Do you have a favorite pie? Mine’s blueberry. Wild Maine blueberry to be exact, with a flaky, buttery crust just like Grandma used to make. Yum. It’s like love on a plate.

If only I could eat “love pie” every day, but as a women’s ministry leader I have often found myself force-feeding “humble pie” into my mouth instead. Most of the time it tasted like swallowing my pride and trying not to think too highly of myself. Sometimes it tasted like doing something someone asked me to do that I didn’t really want to do or holding my tongue when I wanted to say something I shouldn’t.

Then there were the times when eating humble pie made my stomach ache. When the crust was crispy—burned by my mess-ups—and the filling was made of judgment and blame, most of which I added myself. Yuck. Humble pie no longer tasted like humility; it tasted like humiliation on a plate.

At the time, I thought eating this humble pie was the holy-humility-as-a-leader thing to do. I thought humility meant that I had to be what everyone expected me to be and I had to believe I never measured up. No wonder it made me sick.

My humble pie was made with ingredients like these:

  • I can’t let anyone know I’m not good enough to do this thing for God.
  • I can’t let anyone see I’m a mess.
  • I have to do and say everything right.
  • I have to be who others expect and want me to be.

I was a leader. I was supposed to have it all together. So my mess-ups turned into coverups, I said yes when I meant no, I made sure everyone’s needs were taken care of except mine, and I did everything I could to appear as humble as possible. I didn’t want anyone to think I was a hotshot.

Scriptures like this scared me into submission: “The Lord detests the proud; they will surely be punished” (Proverbs 16:5).

To avoid such punishment, every compliment or encouragement I received as a leader had to be qualified with an “It’s not me; it’s all God.” I beat myself down at every opportunity, in the name of being a “humble servant,” and even championed this message with the women I led—until things got so messy on the hidden inside of me that I couldn’t make myself look pretty on the outside anymore. My relationships began falling apart even though I tried harder and harder to please. Only then did I begin to recognize that I had the recipe for humility all wrong.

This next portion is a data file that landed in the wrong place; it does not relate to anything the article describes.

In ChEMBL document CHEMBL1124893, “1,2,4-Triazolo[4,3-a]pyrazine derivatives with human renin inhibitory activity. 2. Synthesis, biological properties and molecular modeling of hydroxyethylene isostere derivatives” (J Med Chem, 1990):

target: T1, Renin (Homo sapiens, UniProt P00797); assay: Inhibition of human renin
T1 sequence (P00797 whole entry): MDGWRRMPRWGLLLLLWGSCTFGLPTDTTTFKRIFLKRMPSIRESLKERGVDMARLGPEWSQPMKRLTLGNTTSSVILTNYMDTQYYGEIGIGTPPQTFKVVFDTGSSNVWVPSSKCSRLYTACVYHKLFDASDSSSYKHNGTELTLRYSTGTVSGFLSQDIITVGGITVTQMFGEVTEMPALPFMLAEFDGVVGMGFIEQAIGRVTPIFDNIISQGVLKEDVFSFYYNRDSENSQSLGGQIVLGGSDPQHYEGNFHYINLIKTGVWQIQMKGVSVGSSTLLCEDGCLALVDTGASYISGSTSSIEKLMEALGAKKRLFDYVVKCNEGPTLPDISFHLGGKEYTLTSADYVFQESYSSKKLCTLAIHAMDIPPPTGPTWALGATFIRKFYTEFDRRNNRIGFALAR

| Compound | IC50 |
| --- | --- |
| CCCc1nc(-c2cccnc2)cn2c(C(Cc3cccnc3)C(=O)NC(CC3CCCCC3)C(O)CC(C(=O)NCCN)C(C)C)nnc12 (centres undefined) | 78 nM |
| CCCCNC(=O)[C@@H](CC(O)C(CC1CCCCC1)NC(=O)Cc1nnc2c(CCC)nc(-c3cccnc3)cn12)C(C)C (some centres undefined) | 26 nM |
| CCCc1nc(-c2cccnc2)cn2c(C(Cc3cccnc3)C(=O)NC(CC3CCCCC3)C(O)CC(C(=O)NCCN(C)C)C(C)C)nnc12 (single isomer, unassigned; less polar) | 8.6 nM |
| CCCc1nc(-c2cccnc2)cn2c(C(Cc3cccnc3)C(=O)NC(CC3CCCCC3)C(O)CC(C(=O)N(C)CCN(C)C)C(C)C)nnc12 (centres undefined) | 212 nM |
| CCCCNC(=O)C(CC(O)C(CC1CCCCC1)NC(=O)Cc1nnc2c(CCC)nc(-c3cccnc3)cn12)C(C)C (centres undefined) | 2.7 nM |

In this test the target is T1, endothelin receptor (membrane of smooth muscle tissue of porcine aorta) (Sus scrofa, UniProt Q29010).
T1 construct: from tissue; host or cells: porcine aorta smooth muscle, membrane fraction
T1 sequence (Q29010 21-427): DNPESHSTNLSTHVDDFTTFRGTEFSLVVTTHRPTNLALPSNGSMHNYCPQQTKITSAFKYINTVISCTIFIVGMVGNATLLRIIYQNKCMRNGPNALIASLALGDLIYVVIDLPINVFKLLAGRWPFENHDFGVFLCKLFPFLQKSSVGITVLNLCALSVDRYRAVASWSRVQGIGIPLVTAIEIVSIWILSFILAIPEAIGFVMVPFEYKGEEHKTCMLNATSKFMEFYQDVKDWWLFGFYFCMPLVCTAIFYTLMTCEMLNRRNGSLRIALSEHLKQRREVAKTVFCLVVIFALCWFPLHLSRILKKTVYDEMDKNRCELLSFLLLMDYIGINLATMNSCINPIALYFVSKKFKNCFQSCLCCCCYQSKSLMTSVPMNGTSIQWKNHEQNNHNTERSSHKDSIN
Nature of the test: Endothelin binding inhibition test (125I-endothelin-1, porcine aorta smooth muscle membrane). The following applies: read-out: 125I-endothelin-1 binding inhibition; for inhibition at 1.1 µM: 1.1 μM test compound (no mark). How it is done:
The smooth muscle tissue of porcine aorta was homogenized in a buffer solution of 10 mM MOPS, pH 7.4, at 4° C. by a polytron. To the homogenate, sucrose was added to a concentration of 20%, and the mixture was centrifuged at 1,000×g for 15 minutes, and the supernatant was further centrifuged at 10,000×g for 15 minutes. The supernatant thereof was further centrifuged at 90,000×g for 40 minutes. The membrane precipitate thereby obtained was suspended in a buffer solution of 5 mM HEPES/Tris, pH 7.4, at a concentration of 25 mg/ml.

I needed to remember this: “The only accurate way to understand ourselves is by what God is and by what he does for us, not by what we are and what we do for him” (Romans 12:3, MSG).

To make God’s version of humble pie, I needed to stop trying to be someone I wasn’t. In fact, I needed to stop thinking about myself altogether, because all my ingredients started with “I” not “God.”

I was making false humility pie. False humility is about insecurity in who we are. True humility is about security in who God is. The ingredients for true humility are:

  • God is perfect. (I don’t have to try to be.)
  • God has made me in his image. (My dignity and honor come from him.)
  • God loves me unconditionally. (I don’t earn approval by what I do for him.)
  • God fixes messes. (I can’t make everything pretty.)
  • God makes me secure. (My identity and security come from him.)
  • God helps me to love others as I love myself. (I can lead in love when I love myself.)

False humility is like that fake apple pie you can make from Ritz crackers—false. No matter what it looks like, it’s not real. When we don’t believe fully in who he is and who he created us to be, we can’t be real either. This inability to be authentic causes disconnection from genuine relationships—with others and with God. That’s the last thing we want as ministry leaders, yet it was the very thing I was facilitating by my inability to accept the security of my true identity in God.

Can we dare to be vulnerable and admit that we are leaders who are perfectly imperfect messes? Can we embrace the perfection of God’s love for us and share it with the world?

God’s recipe for humble pie tastes much better than mine. In fact, it’s love on a plate—a serving of holy humility that opens my heart and connects the real me to others and to the heart of God.


Linda Crawford is a recovering fraidy-cat who wonders too often why her piecrusts keep burning. Visit Linda’s blog at